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GRAMBLING, La. (AP) — Grambling State University officials say the school's defunct undergraduate nursing program will have to be rebuilt from scratch — if it gets approval to do so.
If the University of Louisiana System board of supervisors resolves the program's situation before July, the new nursing program could be planned during the 2016-17 academic year, Provost and Vice President for Academic Affairs Janet Guyden told The News-Star (http://tnsne.ws/224qwbB). The 2017-18 academic would be the soonest that students could be enrolled, Guyden said.
The planning, she said, will have to examine the underlying philosophy of health care and define what knowledge and skills will be required. The process also will offer an opportunity for the university to engage discussion with stakeholders, alumni and employers to put together the program.
"The blueprint and the architecture of that process is very detailed and very complex, and it has to be very well articulated and planned such that its success is pretty much right on," Guyden said. "It's not for the faint of heart."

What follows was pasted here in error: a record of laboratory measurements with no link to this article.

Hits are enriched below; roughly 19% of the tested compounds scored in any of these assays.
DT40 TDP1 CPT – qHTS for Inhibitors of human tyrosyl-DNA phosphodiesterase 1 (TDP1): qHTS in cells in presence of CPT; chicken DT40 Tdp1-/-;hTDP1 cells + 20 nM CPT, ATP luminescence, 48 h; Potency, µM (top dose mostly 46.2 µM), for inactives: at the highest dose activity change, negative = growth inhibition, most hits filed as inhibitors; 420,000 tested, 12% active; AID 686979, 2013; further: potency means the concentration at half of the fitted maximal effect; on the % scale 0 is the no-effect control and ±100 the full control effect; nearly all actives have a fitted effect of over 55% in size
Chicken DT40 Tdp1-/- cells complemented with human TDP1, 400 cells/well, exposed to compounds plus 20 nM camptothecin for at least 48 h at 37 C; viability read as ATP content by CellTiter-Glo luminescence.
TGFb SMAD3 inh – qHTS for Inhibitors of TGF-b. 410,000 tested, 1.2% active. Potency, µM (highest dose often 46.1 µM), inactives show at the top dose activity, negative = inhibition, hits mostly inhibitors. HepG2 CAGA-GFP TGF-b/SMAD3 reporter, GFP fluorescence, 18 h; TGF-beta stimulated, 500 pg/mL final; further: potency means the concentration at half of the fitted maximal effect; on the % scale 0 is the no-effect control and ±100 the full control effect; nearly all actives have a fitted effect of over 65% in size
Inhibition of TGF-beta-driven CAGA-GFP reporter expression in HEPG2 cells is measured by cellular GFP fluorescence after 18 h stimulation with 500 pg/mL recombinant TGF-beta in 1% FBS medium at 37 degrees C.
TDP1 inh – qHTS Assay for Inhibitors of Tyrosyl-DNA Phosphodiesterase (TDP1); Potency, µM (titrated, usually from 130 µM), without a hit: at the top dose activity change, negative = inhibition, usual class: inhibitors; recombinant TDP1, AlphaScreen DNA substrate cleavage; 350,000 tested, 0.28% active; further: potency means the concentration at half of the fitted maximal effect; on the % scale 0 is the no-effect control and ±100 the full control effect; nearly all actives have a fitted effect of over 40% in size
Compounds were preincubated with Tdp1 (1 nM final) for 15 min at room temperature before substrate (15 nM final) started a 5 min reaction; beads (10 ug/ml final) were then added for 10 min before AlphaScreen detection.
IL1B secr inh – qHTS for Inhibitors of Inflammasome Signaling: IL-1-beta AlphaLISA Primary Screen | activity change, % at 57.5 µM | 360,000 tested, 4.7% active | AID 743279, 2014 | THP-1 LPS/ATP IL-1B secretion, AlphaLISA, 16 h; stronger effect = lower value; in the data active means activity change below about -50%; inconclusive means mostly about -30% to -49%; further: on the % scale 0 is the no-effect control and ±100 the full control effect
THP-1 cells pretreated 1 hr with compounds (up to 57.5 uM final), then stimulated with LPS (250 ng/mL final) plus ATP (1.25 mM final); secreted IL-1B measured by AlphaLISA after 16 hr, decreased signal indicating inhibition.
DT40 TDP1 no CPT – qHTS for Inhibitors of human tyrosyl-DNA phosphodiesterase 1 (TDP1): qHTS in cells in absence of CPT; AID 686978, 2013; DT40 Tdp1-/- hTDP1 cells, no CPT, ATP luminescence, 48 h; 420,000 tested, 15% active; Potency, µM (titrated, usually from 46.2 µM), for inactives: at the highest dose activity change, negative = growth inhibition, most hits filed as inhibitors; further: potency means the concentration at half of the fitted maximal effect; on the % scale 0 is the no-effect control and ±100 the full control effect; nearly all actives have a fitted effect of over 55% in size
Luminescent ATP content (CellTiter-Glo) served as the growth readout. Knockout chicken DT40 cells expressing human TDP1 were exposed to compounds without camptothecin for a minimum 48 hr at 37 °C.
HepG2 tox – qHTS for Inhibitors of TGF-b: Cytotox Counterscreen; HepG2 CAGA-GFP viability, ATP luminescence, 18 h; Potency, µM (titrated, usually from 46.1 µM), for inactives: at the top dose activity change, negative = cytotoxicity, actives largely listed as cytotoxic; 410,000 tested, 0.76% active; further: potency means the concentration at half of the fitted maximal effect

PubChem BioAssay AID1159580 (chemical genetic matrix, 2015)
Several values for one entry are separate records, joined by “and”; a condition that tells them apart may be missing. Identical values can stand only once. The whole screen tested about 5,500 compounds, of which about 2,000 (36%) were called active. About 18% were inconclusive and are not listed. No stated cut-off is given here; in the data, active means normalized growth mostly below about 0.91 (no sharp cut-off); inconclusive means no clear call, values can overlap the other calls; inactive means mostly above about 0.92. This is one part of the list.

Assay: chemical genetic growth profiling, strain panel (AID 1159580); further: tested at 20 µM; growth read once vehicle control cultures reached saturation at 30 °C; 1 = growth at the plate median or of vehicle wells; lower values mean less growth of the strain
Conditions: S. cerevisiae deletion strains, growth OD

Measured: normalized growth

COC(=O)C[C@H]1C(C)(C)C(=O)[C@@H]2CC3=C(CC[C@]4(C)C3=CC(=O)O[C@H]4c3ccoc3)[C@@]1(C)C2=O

In August, the board approved a state of exigency for the program through the summer of 2016, which means that no students are being enrolled and no plans are actively being developed. The move also allowed to school to fire faculty no longer required.
Two months prior, the Louisiana State Board of Nursing had withdrawn conditional approval of Grambling's undergraduate nursing degree. The program struggled to maintain exam pass rates since 2010.
"(It) makes people (across the university) realize in very real ways that you can't take any program for granted," Guyden said. "You can't just assume because we had it great and we did it right here that it's going to stay right."
Information from: The News-Star, http://www.thenewsstar.com
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